Monday, 8 June 2009

Hopkins and Langland

Gerard Manley Hopkins died on this day in 1889. Pied Beauty is one of his most delightful (and accessible!) poems of praise. I was thinking of it yesterday when I posted that extract from Piers Plowman - Langland's 'foster forth' reminded me of the penultimate line of this poem. Hopkins certainly read Langland, and was partly indebted to his alliterative verse and to Anglo-Saxon poetry in the development of his own metrical system of sprung rhythm.

I was going to say that Langland would have liked this poem, but he was the ultimate perfectionist, a lover of extremes, who spent his whole life rewriting one enormous poem; it's hard to imagine him finding God in the imperfect. Except that Piers Plowman itself is one of Hopkins' 'dappled things': wordy, repetitive, sometimes muddled and self-contradictory, but illuminated with flashes of some of the most beautiful poetry ever written.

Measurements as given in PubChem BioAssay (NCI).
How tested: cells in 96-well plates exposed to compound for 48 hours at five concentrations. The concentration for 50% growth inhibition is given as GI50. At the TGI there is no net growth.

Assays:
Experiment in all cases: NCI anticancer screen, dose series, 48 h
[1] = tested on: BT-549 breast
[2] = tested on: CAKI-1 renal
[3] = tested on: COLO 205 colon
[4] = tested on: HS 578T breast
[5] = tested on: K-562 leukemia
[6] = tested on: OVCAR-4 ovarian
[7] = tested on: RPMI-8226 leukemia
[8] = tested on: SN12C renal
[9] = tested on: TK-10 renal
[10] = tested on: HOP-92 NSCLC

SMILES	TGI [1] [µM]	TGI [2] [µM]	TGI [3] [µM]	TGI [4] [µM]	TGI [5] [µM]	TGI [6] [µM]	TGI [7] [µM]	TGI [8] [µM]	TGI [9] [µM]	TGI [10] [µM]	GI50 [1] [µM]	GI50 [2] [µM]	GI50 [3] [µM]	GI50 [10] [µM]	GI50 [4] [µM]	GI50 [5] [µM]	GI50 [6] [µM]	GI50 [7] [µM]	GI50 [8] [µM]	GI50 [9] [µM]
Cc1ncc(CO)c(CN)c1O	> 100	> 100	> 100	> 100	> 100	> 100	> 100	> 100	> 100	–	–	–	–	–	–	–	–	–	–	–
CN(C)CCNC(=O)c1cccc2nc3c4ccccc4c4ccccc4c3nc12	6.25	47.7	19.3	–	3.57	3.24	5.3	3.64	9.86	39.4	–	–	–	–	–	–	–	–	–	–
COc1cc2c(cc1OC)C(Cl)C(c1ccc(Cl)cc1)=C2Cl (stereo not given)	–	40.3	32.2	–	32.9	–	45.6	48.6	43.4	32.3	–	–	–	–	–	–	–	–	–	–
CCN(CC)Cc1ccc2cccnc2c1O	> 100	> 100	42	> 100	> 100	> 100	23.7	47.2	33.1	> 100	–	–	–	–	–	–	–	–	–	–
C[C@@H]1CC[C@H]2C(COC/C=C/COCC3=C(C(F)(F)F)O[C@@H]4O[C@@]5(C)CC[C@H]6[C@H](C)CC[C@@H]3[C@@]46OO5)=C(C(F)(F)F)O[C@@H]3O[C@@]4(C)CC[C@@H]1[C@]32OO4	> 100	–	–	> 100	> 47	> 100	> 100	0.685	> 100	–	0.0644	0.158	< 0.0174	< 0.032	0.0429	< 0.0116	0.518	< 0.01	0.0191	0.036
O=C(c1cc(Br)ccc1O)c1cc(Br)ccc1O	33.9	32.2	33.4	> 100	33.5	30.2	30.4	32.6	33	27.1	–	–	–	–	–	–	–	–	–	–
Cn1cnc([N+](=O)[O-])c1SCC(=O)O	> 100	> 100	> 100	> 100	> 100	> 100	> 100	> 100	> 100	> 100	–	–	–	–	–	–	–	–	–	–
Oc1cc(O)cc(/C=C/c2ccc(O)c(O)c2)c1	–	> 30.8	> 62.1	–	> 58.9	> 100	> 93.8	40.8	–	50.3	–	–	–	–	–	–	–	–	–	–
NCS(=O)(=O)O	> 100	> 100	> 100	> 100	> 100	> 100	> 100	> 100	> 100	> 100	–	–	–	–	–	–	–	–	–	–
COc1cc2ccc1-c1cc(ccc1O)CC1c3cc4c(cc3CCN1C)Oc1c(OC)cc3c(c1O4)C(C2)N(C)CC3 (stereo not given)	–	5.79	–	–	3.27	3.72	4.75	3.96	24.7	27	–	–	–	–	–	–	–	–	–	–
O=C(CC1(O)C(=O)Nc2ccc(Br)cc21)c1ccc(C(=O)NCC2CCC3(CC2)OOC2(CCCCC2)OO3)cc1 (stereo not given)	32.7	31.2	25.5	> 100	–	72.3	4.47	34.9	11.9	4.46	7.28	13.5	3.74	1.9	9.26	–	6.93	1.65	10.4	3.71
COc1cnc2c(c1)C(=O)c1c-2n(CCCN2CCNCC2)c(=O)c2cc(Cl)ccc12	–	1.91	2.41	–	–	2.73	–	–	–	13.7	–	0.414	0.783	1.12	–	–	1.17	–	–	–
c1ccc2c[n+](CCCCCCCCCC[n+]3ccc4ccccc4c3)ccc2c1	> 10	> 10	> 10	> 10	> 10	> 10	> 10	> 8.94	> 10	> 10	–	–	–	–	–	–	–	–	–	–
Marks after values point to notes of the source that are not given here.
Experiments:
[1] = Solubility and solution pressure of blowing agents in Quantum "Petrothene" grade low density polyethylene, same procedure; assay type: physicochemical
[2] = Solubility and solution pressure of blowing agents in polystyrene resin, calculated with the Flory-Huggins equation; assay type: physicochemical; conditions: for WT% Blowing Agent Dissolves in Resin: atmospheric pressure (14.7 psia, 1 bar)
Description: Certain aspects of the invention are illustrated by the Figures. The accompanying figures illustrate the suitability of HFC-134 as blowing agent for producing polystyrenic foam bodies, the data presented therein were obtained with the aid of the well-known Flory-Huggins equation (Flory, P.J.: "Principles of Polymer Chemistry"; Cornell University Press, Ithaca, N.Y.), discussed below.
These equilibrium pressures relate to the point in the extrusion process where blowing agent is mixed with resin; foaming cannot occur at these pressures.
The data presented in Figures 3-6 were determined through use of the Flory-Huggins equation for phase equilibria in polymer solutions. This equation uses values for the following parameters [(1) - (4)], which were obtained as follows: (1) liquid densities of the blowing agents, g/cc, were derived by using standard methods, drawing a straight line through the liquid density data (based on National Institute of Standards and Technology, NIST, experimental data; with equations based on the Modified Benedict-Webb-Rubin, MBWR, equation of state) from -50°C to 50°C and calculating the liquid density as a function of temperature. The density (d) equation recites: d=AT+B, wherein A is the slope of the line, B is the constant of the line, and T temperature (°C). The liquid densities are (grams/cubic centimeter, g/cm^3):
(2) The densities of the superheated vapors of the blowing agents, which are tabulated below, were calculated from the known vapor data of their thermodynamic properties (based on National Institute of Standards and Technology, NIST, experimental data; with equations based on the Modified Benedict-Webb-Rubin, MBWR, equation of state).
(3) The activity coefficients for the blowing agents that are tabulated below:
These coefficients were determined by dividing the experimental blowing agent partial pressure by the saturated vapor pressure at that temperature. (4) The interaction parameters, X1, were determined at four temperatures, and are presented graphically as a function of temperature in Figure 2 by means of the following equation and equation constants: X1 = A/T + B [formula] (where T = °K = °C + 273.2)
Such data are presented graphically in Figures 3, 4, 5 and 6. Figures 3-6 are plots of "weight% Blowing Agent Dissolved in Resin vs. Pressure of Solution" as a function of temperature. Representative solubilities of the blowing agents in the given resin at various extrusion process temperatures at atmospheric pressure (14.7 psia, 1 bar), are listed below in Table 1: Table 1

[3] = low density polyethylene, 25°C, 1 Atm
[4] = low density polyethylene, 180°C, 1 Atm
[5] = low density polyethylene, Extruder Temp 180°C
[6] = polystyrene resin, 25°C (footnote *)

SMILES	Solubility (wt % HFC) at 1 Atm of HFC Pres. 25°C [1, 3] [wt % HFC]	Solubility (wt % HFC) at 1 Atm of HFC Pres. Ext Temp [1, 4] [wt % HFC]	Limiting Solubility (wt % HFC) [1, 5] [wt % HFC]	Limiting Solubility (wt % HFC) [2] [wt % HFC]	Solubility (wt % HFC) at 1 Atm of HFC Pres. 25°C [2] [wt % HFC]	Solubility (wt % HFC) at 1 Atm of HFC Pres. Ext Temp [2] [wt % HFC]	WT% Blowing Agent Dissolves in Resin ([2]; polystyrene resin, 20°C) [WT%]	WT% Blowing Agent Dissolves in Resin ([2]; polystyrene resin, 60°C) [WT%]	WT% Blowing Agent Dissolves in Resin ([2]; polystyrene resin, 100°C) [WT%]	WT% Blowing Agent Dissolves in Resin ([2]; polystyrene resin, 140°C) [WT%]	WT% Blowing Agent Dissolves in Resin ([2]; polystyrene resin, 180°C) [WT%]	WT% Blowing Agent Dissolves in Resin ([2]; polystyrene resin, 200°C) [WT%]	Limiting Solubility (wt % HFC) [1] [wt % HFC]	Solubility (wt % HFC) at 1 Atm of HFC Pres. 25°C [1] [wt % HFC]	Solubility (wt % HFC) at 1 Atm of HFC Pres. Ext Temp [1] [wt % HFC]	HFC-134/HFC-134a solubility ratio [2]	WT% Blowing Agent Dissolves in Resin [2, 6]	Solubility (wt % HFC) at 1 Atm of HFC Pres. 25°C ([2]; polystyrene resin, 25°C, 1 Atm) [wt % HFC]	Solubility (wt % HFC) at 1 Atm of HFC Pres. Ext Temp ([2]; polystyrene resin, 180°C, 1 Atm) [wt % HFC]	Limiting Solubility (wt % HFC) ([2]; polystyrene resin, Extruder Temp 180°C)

Pied Beauty

Glory be to God for dappled things —
For skies of couple-colour as a brinded cow;
For rose-moles all in stipple upon trout that swim;
Fresh-firecoal chestnut-falls; finches’ wings;
Landscape plotted and pieced—fold, fallow, and plough;
And all trades, their gear and tackle and trim.

All things counter, original, spare, strange;
Whatever is fickle, freckled (who knows how?)
With swift, slow; sweet, sour; adazzle, dim;
He fathers-forth whose beauty is past change:
Praise him.

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